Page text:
Standing side by side, curious eyes would inadvertently dart up and down, from my bare legs to Menna’s hair. Up down. Up down. Up down.
Menna and I agree on very little. She loves selfies, I love seclusion. She loves pineapple on pizza. I love pineapple far from pizza. She insists on dinner before eight. I insist on after eights for dinner.
Yet staggeringly, we unanimously agreed on the name of our travel blog – Ginger Shorts.
We wanted something short and snappy, yet unique and original. Something that characterised our time in China; that in a simple cursory glance, could make the reader of our blog appreciate the change in social norms and traditions we had embraced. We momentarily hovered on the name, ‘From beans to noodles’, in honour of our lacklustre diet and student lifestyle from our time at university. However, it became apparent that a blog name that symbolised how we’re perceived to be identified whilst in China, would be far more fitting and appropriate.
We were both the subject of discussions and talk following our arrival in Xiangyang, a very remote and traditional embodied city. Being two of the few expats in the city, we were, and still are, stared at for our unusual, exotic aura and appearance. Mindbogglingly, I was called handsome by fellow teachers, parents and random members of the public. For Menna, she received an array of compliments about her physical appearance, not surprising unlike myself. Humorously, the flood of compliments about my appearance soon trickled out; my new hosts less impressed by my average looks and unfamiliar quirks. Instead, attention soon switched to something far more compelling and outlandish…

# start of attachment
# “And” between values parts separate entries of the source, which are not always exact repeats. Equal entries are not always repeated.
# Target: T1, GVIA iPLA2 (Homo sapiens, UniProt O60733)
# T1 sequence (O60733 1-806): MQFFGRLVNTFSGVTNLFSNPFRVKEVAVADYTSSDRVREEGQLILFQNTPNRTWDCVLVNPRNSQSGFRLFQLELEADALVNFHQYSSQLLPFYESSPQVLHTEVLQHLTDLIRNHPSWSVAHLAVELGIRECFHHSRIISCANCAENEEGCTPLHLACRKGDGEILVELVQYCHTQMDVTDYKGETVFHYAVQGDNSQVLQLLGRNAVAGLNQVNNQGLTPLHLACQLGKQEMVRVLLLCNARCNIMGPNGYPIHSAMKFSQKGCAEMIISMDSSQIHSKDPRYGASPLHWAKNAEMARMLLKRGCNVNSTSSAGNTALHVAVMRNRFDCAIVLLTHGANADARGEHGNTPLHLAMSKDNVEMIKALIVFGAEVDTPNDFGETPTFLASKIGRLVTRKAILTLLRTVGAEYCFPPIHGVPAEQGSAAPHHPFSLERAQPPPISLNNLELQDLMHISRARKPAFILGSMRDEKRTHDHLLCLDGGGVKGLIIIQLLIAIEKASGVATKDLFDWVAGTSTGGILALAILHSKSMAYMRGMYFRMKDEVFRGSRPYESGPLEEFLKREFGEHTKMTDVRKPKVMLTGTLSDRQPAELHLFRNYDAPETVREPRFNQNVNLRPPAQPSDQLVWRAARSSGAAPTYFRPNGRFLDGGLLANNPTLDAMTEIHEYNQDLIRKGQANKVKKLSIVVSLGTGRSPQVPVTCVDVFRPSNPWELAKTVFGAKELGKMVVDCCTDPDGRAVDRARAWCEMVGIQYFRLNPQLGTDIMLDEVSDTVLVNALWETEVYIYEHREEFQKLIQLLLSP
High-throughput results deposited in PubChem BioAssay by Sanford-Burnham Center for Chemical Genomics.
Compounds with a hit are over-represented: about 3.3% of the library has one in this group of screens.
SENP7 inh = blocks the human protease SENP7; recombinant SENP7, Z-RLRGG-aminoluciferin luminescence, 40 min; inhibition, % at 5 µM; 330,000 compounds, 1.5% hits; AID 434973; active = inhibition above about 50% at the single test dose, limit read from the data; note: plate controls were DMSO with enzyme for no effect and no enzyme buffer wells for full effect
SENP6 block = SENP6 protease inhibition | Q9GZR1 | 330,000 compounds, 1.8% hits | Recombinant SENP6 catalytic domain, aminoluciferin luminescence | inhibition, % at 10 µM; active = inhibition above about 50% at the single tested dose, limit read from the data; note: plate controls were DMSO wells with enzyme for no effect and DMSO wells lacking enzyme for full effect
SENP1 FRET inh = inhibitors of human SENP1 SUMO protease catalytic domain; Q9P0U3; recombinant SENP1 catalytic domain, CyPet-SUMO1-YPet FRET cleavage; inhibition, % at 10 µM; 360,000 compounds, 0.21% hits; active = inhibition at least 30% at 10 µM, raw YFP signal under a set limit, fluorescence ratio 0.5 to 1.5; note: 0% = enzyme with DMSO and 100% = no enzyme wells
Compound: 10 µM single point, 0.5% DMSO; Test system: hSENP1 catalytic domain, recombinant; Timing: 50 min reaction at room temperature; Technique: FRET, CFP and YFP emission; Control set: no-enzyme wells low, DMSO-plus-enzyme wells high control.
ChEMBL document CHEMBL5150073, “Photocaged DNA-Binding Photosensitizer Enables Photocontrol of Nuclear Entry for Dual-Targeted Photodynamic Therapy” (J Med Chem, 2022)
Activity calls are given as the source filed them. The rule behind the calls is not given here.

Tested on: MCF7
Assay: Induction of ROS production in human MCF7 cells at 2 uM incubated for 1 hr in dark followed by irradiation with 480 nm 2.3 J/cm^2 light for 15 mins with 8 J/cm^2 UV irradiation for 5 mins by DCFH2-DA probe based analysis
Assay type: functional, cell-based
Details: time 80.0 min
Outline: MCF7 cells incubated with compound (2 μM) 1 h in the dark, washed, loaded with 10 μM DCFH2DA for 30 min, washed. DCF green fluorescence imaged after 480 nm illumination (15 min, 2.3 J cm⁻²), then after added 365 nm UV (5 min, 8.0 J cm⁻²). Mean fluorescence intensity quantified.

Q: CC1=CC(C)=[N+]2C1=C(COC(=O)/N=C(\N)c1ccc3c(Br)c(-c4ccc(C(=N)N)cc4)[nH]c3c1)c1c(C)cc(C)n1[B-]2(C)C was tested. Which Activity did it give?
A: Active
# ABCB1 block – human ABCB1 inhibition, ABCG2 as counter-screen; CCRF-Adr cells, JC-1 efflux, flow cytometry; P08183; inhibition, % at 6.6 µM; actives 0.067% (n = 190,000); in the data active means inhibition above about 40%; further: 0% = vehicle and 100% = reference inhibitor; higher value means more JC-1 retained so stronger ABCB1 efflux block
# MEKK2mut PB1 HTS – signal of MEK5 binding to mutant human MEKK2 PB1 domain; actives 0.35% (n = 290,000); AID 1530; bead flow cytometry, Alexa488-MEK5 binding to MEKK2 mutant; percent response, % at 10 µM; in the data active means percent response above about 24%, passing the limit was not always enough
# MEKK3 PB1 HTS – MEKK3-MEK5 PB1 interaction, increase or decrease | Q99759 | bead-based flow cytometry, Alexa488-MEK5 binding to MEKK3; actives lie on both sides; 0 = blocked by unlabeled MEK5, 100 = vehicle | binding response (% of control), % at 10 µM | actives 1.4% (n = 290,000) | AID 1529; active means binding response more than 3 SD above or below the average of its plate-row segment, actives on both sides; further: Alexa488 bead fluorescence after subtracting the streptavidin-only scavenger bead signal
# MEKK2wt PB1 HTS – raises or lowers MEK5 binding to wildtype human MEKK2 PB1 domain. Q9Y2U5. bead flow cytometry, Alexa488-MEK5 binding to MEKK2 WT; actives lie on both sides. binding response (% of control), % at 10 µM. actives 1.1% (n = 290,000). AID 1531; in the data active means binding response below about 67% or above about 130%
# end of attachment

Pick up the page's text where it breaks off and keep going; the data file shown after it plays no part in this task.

‘Aren’t you cold?’, was a common and consistent question thrown at me by my Chinese coworkers. Far more by my students. My youngest classes would giggle and squeak with excitement at legs. The older students would huddle in awe, confused expressions etched on their faces.
Looking down, I realised the source of their pressing concerns – my shorts.
Efforts to convince them of my outfit choice were fruitless. Following this, comments about my shorts grew traction. Puzzling looks of equal parts amazement and wonderment became a staple of my day. Just to clarify, temperatures in Xiangyang during October to November were around 20°C. For residents of the UK, this was more than acceptable a temperature to don a pair of shorts, or god forbid, flip-flops. Nevertheless, I quickly became aware that due to a combination of Chinese social norms and climate adaptability, shorts and similar summer appropriate attire were almost completely absent in the months up to the present day.
Whilst I hilariously coped with the newfound interest in my legs, Menna was receiving popularity from teachers and students due to her striking ginger hair. Her kindergarten students would gape and reach for her hair upon her arrival in the classroom. It was unusual not to be stopped or pointed at in the street, to be photographed or proudly stood by.
Standing side by side, curious eyes would inadvertently dart up and down, from my bare legs to Menna’s hair. Up down. Up down. Up down. Not as technically impressive as Newton’s Cradle, but comparable to a spectator’s head movement during a lengthy tennis rally.
What was normal and average in British culture, became unusual and unique in our new Chinese communities.
To experience such unexpected reactions to what we perceived as basic and ordinary physical attributes only served to enhance our appreciation of travel, and is certainly emblematic of our time in China thus far.
Orange hair. Offbeat attire.